Durban - A young man who realised his dream of becoming a doctor is set on building his elderly mother her own home.
Nhlanhla Mngadi, 26, who graduated from Cuba with a medical degree treated a number of patients at RK Khan Hospital for the very first time as a medical intern, within the family medicine (psychiatry) unit.
It was the culmination of a journey that started in 2011, when he and hundreds of other poor South African children left their homes to study medicine in Cuba.
Now Mngadi’s biggest mission is to build his 64 year-old mother a home that she can be proud of.
Speaking about his first day of work Mngadi said “I am extremely excited but I’m also a bit nervous because I’m not sure what to expect.
"The responsibility on my shoulders is huge. Working as a doctor is unlike being a student. There’s nervousness, which I guess is normal."
Speaking about his studies Mngadi said he was grateful to the government for the opportunity to attend the medical programme in Cuba.
"I left in 2011, not knowing what challenges I would face. We’ve come a long way, now we must go back to our communities and serve them. If it not been for the RSA-Cuba Medical Training programme, becoming a doctor for a child from an impoverished home would have only been but a pipe dream."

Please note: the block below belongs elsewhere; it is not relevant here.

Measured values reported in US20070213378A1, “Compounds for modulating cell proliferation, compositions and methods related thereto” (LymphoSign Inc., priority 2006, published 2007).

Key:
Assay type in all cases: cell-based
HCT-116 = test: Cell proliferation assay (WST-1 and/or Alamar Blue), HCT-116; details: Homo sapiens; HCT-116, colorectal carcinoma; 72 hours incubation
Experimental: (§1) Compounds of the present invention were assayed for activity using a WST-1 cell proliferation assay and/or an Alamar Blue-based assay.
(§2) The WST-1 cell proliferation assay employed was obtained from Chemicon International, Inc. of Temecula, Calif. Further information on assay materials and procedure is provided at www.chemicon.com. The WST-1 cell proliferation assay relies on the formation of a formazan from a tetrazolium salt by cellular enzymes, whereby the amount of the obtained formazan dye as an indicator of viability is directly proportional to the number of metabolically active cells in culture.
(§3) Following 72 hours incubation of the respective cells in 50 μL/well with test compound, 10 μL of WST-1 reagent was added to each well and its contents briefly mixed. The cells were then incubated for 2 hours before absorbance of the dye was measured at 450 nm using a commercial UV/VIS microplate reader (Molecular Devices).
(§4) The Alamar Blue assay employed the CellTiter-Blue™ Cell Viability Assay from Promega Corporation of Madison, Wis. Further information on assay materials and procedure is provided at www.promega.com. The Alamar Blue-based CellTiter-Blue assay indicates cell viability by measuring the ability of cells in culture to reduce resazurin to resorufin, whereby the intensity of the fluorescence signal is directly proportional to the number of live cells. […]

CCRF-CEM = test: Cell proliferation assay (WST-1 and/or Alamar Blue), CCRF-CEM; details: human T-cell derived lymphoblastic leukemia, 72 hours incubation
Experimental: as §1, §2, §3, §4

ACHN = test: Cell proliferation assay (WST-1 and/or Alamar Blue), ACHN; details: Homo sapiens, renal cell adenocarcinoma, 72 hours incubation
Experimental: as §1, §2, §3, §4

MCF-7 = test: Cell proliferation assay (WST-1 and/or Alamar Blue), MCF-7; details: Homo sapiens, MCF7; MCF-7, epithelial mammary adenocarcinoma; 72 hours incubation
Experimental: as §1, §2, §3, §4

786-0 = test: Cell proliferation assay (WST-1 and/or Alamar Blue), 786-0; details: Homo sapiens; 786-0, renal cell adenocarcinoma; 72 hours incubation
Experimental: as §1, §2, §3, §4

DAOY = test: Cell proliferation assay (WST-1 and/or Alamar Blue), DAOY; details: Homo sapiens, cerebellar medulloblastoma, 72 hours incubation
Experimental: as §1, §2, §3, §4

Mngadi’s father passed away when he was eight, leaving his mother – a lowly-paid rad maintenance worker who is now a pensioner– to raise him and his six siblings.
He says his journey has been a difficult one, and singles out humility, hard work and perseverance as factors that have contributed to his success so far.
“There are lots of challenges along the way, but if you remain headstrong and work hard, you can achieve.
KwaZulu-Natal Health MEC Dr Sibongiseni Dhlomo, who accompanied Mngadi to work describes his story as a heartwarming example of how government continues to change the lives of young people, their families and communities at large through this programme.
“What we see in the life of Dr Mngadi are the fruits of perseverance from his side. It’s a good story to tell about our country. He comes from a poverty-stricken community that nobody knew could produce a doctor. He carries the burden to become a good doctor, but also to eradicate poverty at his home. His mother and sisters must look up to him for a better life. So we are very thankful for this programme because not only has it produced doctors, it has also produced champions who are going to eradicate poverty in their communities."
Since 1997, 940 KwaZulu-Natal medical students have been enrolled in Cuba, thanks to an agreement signed by former Presidents Nelson Mandela and his Cuban counterpart Fidel Castro. The programme was then pioneered by the then Minister for Health Dr Nkosazana Dlamini-Zuma. It has since produced 127 doctors; while 438 are still studying in Cuba; and 291 are now completing their studies in South Africa.